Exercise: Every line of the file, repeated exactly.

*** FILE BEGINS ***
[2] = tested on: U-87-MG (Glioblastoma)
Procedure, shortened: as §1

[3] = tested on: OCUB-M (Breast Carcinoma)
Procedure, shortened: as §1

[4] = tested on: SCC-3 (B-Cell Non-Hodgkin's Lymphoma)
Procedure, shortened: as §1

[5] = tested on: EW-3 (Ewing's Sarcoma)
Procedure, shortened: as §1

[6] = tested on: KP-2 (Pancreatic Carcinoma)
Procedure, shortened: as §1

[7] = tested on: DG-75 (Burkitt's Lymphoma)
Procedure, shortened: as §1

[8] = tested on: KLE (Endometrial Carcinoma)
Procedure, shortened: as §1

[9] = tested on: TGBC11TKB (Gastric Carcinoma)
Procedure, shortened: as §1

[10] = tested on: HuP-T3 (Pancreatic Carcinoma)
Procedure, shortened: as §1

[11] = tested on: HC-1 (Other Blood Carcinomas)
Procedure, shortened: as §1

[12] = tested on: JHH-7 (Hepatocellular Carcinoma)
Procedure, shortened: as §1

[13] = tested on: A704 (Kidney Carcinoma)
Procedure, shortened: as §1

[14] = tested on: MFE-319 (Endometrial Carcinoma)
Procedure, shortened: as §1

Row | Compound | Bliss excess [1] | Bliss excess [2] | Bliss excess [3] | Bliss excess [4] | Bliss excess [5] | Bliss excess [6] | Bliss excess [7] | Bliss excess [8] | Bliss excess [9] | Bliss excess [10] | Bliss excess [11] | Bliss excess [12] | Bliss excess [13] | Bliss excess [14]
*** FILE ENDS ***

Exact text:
[2] = tested on: U-87-MG (Glioblastoma)
Procedure, shortened: as §1

[3] = tested on: OCUB-M (Breast Carcinoma)
Procedure, shortened: as §1

[4] = tested on: SCC-3 (B-Cell Non-Hodgkin's Lymphoma)
Procedure, shortened: as §1

[5] = tested on: EW-3 (Ewing's Sarcoma)
Procedure, shortened: as §1

[6] = tested on: KP-2 (Pancreatic Carcinoma)
Procedure, shortened: as §1

[7] = tested on: DG-75 (Burkitt's Lymphoma)
Procedure, shortened: as §1

[8] = tested on: KLE (Endometrial Carcinoma)
Procedure, shortened: as §1

[9] = tested on: TGBC11TKB (Gastric Carcinoma)
Procedure, shortened: as §1

[10] = tested on: HuP-T3 (Pancreatic Carcinoma)
Procedure, shortened: as §1

[11] = tested on: HC-1 (Other Blood Carcinomas)
Procedure, shortened: as §1

[12] = tested on: JHH-7 (Hepatocellular Carcinoma)
Procedure, shortened: as §1

[13] = tested on: A704 (Kidney Carcinoma)
Procedure, shortened: as §1

[14] = tested on: MFE-319 (Endometrial Carcinoma)
Procedure, shortened: as §1

Row | Compound | Bliss excess [1] | Bliss excess [2] | Bliss excess [3] | Bliss excess [4] | Bliss excess [5] | Bliss excess [6] | Bliss excess [7] | Bliss excess [8] | Bliss excess [9] | Bliss excess [10] | Bliss excess [11] | Bliss excess [12] | Bliss excess [13] | Bliss excess [14]